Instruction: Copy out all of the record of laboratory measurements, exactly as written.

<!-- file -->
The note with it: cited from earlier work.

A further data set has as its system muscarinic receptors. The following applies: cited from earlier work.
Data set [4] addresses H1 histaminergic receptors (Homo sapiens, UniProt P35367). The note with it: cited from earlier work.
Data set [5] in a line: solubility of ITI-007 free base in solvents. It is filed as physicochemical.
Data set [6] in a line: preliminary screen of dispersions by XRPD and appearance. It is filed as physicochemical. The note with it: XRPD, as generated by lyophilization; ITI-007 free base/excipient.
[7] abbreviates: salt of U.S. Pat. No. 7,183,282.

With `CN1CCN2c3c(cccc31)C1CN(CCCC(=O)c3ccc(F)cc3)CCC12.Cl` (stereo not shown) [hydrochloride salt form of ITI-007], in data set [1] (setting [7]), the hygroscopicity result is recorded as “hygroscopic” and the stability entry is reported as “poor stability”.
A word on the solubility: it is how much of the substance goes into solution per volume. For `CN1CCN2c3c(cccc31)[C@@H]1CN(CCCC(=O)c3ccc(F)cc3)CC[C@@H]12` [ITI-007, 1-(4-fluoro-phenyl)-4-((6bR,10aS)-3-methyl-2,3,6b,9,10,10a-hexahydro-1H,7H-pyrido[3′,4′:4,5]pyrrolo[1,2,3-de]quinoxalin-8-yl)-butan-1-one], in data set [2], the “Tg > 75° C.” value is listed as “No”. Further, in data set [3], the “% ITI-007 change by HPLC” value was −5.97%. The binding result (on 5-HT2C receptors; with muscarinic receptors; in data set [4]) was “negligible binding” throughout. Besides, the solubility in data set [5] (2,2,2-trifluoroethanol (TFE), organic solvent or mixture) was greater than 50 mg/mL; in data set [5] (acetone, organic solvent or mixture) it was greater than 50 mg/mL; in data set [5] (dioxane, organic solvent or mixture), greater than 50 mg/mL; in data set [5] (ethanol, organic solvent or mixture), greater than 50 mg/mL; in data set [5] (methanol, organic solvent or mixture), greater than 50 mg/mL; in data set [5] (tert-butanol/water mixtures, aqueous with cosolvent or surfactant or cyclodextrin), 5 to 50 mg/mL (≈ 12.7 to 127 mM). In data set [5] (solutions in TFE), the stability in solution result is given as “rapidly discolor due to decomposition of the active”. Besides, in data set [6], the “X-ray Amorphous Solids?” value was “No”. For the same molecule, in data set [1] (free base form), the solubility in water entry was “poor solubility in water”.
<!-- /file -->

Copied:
The note with it: cited from earlier work.

A further data set has as its system muscarinic receptors. The following applies: cited from earlier work.
Data set [4] addresses H1 histaminergic receptors (Homo sapiens, UniProt P35367). The note with it: cited from earlier work.
Data set [5] in a line: solubility of ITI-007 free base in solvents. It is filed as physicochemical.
Data set [6] in a line: preliminary screen of dispersions by XRPD and appearance. It is filed as physicochemical. The note with it: XRPD, as generated by lyophilization; ITI-007 free base/excipient.
[7] abbreviates: salt of U.S. Pat. No. 7,183,282.

With `CN1CCN2c3c(cccc31)C1CN(CCCC(=O)c3ccc(F)cc3)CCC12.Cl` (stereo not shown) [hydrochloride salt form of ITI-007], in data set [1] (setting [7]), the hygroscopicity result is recorded as “hygroscopic” and the stability entry is reported as “poor stability”.
A word on the solubility: it is how much of the substance goes into solution per volume. For `CN1CCN2c3c(cccc31)[C@@H]1CN(CCCC(=O)c3ccc(F)cc3)CC[C@@H]12` [ITI-007, 1-(4-fluoro-phenyl)-4-((6bR,10aS)-3-methyl-2,3,6b,9,10,10a-hexahydro-1H,7H-pyrido[3′,4′:4,5]pyrrolo[1,2,3-de]quinoxalin-8-yl)-butan-1-one], in data set [2], the “Tg > 75° C.” value is listed as “No”. Further, in data set [3], the “% ITI-007 change by HPLC” value was −5.97%. The binding result (on 5-HT2C receptors; with muscarinic receptors; in data set [4]) was “negligible binding” throughout. Besides, the solubility in data set [5] (2,2,2-trifluoroethanol (TFE), organic solvent or mixture) was greater than 50 mg/mL; in data set [5] (acetone, organic solvent or mixture) it was greater than 50 mg/mL; in data set [5] (dioxane, organic solvent or mixture), greater than 50 mg/mL; in data set [5] (ethanol, organic solvent or mixture), greater than 50 mg/mL; in data set [5] (methanol, organic solvent or mixture), greater than 50 mg/mL; in data set [5] (tert-butanol/water mixtures, aqueous with cosolvent or surfactant or cyclodextrin), 5 to 50 mg/mL (≈ 12.7 to 127 mM). In data set [5] (solutions in TFE), the stability in solution result is given as “rapidly discolor due to decomposition of the active”. Besides, in data set [6], the “X-ray Amorphous Solids?” value was “No”. For the same molecule, in data set [1] (free base form), the solubility in water entry was “poor solubility in water”.